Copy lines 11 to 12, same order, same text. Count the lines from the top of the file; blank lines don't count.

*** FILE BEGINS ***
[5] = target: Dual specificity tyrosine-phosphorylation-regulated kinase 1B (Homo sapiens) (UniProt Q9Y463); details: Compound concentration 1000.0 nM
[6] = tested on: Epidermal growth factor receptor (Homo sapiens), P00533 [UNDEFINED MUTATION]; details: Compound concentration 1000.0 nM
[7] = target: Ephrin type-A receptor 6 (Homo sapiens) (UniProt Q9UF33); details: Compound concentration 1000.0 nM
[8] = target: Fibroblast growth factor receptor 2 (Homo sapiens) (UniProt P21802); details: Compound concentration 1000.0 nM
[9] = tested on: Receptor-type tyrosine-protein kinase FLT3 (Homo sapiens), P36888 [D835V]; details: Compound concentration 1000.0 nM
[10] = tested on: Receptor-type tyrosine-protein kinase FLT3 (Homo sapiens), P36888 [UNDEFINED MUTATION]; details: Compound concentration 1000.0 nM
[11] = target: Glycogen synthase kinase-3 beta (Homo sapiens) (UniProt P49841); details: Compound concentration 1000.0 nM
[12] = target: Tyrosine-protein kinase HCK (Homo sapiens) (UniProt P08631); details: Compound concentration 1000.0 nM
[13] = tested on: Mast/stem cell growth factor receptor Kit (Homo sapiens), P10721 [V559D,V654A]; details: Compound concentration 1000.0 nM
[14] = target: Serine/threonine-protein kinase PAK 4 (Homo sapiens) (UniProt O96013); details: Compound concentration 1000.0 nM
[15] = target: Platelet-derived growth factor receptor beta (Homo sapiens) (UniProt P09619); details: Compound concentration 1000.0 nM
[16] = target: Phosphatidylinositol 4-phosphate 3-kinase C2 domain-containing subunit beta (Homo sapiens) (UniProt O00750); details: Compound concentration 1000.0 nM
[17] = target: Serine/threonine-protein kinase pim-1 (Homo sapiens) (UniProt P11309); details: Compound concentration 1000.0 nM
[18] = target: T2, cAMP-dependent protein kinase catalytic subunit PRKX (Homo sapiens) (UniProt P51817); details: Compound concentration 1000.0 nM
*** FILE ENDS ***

[15] = target: Platelet-derived growth factor receptor beta (Homo sapiens) (UniProt P09619); details: Compound concentration 1000.0 nM
[16] = target: Phosphatidylinositol 4-phosphate 3-kinase C2 domain-containing subunit beta (Homo sapiens) (UniProt O00750); details: Compound concentration 1000.0 nM